Hirshhorn Adds New Sculptures to Collection and More: Morning Links from August 17, 2020

Huma Bhabha's 2018 commission for the
Huma Bhabha’s 2018 commission for the Metropolitan Museum of Art’s rooftop.CHRISTINA HORSTEN/PICTURE-ALLIANCE/DPA/AP IMAGES

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New York governor Andrew Cuomo announced that art institutions in New York City can reopen at limited capacity beginning Monday, August 24. [ARTnews]

When the Metropolitan Museum of Art reopens on August 29 it will unveil the exhibition “Making the Met,” which traces key moments in the institution’s history. [The Wall Street Journal]

The Hirshhorn Museum in Washington, D.C. will debut two new acquisitions—large-scale sculptures by Huma Bhabha and Sterling Ruby—with the reopening of its garden on Monday. [The Art Newspaper]

A group of international museums and organizations have joined forces to aid institutions in Beirut damaged by the August 4 explosions. [The Art Newspaper]


Luchita Hurtado, who created dreamlike paintings of women and the natural world, has died at age 99. [ARTnews]

The Market

Read an analysis of Roy Lichtenstein and the Pop art masterpiece market on Art Market Monitor Pro. [Art Market Monitor]


Holland Cotter writes that the new Memorial to Enslaved Laborers at the University of Virginia in Charlottesville: “With its amphitheater shape, stagelike plot of grass, and soon-evident handmadeness, it feels receptive and usable, a place for things to happen, for performances. (You’re part of one as you bend in close to read the names and stories.)” [The New York Times]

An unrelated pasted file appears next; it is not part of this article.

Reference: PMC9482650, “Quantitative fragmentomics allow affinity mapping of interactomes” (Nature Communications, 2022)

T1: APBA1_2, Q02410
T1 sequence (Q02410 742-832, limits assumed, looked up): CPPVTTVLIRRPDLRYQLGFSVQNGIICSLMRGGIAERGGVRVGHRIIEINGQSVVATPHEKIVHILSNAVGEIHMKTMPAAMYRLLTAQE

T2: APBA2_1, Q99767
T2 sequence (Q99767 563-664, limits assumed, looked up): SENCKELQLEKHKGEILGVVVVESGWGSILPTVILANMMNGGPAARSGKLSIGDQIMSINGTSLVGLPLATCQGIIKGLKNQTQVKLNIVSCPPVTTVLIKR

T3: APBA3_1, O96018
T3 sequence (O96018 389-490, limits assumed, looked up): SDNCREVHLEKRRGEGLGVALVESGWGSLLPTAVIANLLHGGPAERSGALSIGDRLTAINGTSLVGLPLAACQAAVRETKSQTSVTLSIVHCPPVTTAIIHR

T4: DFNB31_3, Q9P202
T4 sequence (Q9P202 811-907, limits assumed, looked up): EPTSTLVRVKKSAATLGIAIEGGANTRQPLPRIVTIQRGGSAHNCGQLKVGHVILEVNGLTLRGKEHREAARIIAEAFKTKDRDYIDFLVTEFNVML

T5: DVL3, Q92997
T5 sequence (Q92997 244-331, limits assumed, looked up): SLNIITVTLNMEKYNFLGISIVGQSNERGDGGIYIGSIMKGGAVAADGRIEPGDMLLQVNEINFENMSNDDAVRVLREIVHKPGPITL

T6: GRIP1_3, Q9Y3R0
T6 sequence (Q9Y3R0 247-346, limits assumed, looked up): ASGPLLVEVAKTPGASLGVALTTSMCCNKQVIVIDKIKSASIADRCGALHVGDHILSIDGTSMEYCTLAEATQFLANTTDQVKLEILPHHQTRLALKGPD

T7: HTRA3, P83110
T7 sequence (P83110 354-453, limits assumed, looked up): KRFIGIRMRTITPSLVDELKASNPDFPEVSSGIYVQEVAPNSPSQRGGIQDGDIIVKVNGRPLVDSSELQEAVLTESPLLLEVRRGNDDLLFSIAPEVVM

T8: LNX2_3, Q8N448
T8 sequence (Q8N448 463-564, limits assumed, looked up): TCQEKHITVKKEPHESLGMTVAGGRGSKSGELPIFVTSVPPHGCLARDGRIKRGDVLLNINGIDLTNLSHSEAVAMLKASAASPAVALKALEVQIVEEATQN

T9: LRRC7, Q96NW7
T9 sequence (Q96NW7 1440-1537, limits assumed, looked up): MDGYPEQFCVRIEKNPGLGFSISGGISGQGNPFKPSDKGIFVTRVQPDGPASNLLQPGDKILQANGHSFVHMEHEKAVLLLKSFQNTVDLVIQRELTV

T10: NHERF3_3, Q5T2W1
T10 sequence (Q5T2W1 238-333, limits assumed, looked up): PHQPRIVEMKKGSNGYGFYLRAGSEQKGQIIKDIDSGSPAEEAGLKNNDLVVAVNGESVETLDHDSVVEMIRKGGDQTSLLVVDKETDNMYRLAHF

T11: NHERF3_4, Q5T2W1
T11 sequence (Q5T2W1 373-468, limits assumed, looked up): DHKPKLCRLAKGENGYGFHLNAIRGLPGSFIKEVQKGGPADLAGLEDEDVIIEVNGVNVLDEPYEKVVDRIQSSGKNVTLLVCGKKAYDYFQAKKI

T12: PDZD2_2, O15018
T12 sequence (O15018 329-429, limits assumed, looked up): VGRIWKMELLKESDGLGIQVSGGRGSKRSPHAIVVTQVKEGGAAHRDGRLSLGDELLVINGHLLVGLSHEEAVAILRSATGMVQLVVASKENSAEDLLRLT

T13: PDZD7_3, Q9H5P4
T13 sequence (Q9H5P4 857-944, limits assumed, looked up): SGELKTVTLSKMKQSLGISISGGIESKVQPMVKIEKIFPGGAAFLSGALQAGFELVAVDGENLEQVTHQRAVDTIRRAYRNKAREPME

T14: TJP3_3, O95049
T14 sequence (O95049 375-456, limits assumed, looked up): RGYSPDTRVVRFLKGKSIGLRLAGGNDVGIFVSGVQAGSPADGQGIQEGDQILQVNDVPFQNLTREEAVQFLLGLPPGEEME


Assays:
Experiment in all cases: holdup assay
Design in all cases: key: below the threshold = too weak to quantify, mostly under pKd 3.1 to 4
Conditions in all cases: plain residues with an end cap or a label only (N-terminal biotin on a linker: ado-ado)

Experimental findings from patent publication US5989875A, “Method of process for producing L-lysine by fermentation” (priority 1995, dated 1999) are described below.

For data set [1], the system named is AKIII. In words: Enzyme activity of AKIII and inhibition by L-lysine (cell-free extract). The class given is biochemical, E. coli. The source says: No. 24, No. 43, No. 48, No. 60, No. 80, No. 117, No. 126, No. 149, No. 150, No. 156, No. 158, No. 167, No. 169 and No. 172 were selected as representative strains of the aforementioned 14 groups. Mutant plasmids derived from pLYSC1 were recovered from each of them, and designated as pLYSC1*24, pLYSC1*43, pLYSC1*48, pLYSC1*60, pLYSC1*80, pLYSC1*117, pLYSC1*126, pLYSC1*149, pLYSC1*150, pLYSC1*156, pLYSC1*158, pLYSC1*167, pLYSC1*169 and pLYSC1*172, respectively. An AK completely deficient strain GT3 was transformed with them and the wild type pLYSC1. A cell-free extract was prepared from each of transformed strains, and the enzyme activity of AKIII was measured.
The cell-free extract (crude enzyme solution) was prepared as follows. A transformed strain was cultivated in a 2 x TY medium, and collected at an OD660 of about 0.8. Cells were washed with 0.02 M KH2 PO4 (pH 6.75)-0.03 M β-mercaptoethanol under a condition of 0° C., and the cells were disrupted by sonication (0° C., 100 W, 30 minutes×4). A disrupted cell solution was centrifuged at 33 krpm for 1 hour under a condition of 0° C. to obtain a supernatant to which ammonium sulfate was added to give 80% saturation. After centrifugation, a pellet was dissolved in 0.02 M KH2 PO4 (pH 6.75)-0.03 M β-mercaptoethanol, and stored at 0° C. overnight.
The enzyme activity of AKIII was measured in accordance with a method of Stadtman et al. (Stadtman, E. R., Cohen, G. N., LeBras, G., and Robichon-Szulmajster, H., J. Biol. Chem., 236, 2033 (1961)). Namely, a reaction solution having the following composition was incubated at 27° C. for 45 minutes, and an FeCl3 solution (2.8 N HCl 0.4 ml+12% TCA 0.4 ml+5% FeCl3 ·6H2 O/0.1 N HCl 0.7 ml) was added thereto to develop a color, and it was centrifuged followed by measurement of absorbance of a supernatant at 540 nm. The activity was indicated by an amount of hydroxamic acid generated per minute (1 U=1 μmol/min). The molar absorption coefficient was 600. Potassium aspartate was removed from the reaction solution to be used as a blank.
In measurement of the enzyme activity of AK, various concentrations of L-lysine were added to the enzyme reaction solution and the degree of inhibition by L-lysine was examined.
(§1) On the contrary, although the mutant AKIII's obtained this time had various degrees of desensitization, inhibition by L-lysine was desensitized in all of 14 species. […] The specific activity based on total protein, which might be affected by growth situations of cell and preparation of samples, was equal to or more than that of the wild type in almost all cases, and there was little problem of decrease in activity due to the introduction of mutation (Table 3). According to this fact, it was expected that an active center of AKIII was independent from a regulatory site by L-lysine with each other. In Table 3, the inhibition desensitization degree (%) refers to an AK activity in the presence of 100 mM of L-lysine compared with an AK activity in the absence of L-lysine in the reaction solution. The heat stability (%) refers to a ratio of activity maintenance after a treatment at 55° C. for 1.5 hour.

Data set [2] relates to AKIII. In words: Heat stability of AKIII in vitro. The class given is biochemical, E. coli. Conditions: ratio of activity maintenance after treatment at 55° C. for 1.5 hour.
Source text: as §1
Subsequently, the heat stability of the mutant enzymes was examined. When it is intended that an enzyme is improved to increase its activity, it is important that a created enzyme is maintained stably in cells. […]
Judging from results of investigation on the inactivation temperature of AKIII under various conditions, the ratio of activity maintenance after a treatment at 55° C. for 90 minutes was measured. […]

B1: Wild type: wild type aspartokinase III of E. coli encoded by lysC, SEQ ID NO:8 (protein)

Art & Artists

Roberta Smith writes on four group shows in New York at Karma, Steven Harvey Fine Art Projects, Tibor de Nagy, and Andrew Edlin Gallery: “These types of exhibitions allow us to catch up, to cover extra ground and to appreciate the persistence, against all odds, of art galleries that are less than global in their reach.” [The New York Times]

A piece on Sanford Biggers, whose upcoming exhibition at the Bronx Museum of the Arts will feature some 60 quilt-based works. “I consider them between painting, drawing and sculpture, and a repository of memory—the memory of the body,” the artist said of his quilts. [The New York Times]

And here’s a report on 65 pieces from the Buckingham Palace art collection—including works by Rembrandt and Vermeer—going on view in a gallery display for the first time in December. [The Guardian]


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